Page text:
According to Liz, one of the main challenges in establishing a blended family include is ensuring good communication. ‘Children will naturally crave a stable, secure environment. The transition into a blended family requires putting in place good communication to ensure children will view the change as a comfortable one, rather than one that will bring new discomfort. When family members feel unaccepted, or misunderstood, tensions can arise and build over time. If these issues go unaddressed or are addressed in negative ways, rivalry takes place and interaction can become hostile and defensive. Over time, family members are vulnerable to feeling excluded, marginalised, misunderstood, judged or as though home just doesn’t feel like a home anymore.’
So, how are great connections formed between children and stepparents? I ask her. ‘Great connections are formed when stepchildren feel accepted and understood by their stepparents,’ she says. ‘Strong connections help significantly in discipline and dealing with everyday stressors too.’
Once the family has been established, it is common for struggles to occur between all of the adults, particularly between the new partner and the ex, Liz says. ‘These will ultimately spill out into the relationship between the new couple and frequently drag the children into it. Parents in the new relationship often feel protective over their well-established parenting style that now comes up against an alternative one within the household.’ Another difficult issue, says Liz, is trying to give everyone the amount of face time that they want.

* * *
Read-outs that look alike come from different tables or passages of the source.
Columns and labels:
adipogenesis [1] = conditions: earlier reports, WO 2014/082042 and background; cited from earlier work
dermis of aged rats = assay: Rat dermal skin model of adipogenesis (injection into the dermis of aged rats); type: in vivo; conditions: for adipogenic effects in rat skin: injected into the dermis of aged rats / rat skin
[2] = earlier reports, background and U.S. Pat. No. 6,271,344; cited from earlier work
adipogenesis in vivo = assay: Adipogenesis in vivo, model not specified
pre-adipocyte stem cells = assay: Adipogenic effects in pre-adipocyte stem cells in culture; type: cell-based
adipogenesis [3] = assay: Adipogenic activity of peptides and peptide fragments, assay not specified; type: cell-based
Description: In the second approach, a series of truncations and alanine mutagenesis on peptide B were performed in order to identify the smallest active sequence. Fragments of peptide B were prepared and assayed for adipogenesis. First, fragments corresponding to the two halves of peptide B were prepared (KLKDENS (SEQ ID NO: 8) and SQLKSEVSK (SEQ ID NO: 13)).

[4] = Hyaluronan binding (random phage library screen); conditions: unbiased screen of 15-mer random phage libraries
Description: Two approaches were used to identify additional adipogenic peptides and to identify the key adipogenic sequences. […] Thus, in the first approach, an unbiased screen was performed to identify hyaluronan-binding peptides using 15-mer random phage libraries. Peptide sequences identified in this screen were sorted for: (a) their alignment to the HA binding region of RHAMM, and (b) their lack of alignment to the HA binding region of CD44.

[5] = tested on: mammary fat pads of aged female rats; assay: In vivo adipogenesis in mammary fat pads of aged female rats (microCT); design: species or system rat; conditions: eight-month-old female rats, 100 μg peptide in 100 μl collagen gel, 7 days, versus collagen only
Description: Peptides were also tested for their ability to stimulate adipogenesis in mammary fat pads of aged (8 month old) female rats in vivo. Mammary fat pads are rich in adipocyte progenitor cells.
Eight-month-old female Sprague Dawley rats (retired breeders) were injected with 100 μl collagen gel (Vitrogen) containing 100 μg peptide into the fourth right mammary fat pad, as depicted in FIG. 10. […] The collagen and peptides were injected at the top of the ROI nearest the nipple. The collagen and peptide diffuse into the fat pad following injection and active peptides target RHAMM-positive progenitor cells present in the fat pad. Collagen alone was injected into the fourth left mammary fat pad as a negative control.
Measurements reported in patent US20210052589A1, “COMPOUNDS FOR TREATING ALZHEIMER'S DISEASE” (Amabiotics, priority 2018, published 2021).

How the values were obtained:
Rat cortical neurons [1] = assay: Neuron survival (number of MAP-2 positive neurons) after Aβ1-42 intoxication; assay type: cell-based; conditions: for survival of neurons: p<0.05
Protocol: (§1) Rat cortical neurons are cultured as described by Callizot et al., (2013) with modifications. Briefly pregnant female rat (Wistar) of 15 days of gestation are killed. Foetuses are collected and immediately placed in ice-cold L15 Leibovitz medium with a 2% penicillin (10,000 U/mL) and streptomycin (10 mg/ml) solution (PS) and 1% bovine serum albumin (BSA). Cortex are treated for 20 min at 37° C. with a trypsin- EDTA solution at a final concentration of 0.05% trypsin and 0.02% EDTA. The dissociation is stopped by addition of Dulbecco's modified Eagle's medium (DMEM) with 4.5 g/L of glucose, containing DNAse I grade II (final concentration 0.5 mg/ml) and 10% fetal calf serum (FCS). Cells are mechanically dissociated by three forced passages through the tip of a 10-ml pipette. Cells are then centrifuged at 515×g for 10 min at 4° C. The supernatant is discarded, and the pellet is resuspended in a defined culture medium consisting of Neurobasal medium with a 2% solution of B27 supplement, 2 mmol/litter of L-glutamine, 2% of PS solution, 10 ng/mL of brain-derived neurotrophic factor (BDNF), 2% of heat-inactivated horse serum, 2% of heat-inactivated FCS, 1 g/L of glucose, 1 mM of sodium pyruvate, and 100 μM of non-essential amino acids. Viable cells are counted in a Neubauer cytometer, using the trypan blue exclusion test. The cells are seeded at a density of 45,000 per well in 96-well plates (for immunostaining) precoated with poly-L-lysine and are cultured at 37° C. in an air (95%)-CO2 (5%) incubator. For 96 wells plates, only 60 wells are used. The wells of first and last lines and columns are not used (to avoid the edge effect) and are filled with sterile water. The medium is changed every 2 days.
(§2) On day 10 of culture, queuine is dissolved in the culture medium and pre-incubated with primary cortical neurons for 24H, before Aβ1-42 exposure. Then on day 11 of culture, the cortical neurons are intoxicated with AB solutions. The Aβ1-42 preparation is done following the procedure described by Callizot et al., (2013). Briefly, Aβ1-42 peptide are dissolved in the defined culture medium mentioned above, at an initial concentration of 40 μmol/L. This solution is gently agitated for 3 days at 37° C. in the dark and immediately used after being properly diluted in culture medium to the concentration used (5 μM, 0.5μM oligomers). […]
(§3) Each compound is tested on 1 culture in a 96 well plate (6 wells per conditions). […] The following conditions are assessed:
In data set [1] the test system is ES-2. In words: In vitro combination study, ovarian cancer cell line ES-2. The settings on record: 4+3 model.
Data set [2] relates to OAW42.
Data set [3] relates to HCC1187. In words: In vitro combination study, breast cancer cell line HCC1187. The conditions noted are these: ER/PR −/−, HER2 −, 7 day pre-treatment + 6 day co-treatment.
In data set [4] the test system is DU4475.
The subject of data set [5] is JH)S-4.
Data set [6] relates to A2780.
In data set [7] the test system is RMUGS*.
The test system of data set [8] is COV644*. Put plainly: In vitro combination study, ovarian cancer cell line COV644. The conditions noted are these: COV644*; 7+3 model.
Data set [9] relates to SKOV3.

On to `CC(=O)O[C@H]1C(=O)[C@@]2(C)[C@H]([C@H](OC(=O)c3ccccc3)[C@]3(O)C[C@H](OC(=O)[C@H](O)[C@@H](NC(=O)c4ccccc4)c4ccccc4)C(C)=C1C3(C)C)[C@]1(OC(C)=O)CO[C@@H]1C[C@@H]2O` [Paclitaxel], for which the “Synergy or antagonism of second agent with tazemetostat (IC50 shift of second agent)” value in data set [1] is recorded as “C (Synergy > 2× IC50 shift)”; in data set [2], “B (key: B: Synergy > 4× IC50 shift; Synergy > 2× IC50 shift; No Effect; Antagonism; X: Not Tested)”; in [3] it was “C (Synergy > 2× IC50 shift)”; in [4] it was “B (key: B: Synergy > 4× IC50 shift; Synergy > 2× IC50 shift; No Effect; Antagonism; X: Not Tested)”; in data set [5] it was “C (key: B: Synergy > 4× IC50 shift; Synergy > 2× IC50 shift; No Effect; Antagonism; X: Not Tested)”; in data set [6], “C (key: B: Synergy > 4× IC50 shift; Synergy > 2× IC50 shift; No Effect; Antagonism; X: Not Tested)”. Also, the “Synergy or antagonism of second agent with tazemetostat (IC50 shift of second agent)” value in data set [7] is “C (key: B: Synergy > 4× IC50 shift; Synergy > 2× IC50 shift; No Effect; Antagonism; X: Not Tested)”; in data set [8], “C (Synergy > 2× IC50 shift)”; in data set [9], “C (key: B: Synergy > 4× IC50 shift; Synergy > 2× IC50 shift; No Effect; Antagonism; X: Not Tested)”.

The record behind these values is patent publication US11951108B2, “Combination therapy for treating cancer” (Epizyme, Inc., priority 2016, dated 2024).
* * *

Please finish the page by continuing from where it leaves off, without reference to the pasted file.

Broadly speaking, in your practice how do you navigate these kinds of challenges together with families? I ask Liz. ‘I work on these kinds of issues with mums on their own as well as partners in couples therapy. The goal is to help parents develop good reflective skills so they can better understand what’s underlying family tensions, to be able to respond with constructive strategies. I help parents free themselves from feelings of guilt – guilt gets in the way of parents’ ability to accurately attune to their children’s (normal and expected) strong feelings of anger, sadness and fear. I help families take the heat out of fiery arguments, and bring warmth into the talking space when it’s all feeling too icy. Interestingly, the most successful outcomes occur when people simply have the ability to self-reflect – regardless of how much pain, hostility, volatility, rejection and trauma there has been. A simple moment of true reflection provides an enormous possibility for healing and change.’
 
For further reading, you may wish to look at the Raising Children Network’s section on Blended Families and Stepfamilies:
http://raisingchildren.net.au/blended_families/blended_and_stepfamilies.html
 
You might also enjoy:
When Two Becomes Three (or More)
When is Enough, Enough?
Welcoming Baby Number Two